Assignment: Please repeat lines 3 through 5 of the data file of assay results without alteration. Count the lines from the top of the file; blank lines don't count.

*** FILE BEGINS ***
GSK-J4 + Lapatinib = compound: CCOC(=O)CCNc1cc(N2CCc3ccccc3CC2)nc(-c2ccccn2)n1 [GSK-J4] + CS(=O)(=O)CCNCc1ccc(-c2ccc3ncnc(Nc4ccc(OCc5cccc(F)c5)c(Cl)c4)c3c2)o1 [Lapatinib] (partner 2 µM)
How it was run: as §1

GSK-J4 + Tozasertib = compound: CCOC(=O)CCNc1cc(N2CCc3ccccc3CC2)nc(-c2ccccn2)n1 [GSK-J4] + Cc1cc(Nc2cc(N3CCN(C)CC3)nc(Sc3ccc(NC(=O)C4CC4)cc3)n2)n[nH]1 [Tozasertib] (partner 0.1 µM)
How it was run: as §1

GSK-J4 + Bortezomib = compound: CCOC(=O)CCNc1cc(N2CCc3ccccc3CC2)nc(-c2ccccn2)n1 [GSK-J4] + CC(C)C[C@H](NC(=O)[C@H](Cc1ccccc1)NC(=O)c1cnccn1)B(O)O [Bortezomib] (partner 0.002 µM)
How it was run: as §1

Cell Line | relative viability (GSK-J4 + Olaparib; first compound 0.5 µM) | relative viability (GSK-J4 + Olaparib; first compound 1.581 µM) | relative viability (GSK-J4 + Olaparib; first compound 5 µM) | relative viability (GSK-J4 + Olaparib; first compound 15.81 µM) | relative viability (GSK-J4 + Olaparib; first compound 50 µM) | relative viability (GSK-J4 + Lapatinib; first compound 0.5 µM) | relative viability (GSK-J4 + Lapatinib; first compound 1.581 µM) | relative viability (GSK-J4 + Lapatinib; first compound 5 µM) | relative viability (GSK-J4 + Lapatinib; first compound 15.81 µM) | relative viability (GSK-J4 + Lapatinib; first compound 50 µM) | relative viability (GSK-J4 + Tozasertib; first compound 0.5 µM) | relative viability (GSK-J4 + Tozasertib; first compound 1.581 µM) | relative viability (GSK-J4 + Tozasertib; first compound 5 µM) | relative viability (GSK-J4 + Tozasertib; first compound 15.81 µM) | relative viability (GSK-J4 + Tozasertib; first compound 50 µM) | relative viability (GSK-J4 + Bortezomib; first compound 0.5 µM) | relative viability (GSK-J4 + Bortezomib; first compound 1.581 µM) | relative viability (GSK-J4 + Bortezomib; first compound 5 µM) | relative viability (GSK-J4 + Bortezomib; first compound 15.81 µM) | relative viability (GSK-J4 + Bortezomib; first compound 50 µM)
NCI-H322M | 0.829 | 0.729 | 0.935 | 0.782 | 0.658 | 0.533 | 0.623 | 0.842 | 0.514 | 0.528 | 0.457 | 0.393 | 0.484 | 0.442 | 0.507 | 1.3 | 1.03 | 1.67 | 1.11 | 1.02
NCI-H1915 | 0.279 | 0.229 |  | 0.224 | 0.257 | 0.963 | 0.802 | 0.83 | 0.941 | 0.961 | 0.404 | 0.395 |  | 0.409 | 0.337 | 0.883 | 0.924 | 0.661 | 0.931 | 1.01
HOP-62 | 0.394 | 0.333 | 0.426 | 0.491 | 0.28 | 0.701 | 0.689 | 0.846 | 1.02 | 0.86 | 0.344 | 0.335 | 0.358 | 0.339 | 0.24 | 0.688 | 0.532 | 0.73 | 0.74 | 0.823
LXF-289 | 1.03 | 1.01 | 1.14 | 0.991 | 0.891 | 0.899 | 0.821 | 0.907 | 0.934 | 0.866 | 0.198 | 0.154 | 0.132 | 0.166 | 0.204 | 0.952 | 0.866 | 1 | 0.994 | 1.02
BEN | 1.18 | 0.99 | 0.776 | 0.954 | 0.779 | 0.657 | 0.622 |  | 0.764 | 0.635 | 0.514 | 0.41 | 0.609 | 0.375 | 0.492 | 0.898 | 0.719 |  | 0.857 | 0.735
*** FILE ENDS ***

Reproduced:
GSK-J4 + Tozasertib = compound: CCOC(=O)CCNc1cc(N2CCc3ccccc3CC2)nc(-c2ccccn2)n1 [GSK-J4] + Cc1cc(Nc2cc(N3CCN(C)CC3)nc(Sc3ccc(NC(=O)C4CC4)cc3)n2)n[nH]1 [Tozasertib] (partner 0.1 µM)
How it was run: as §1

GSK-J4 + Bortezomib = compound: CCOC(=O)CCNc1cc(N2CCc3ccccc3CC2)nc(-c2ccccn2)n1 [GSK-J4] + CC(C)C[C@H](NC(=O)[C@H](Cc1ccccc1)NC(=O)c1cnccn1)B(O)O [Bortezomib] (partner 0.002 µM)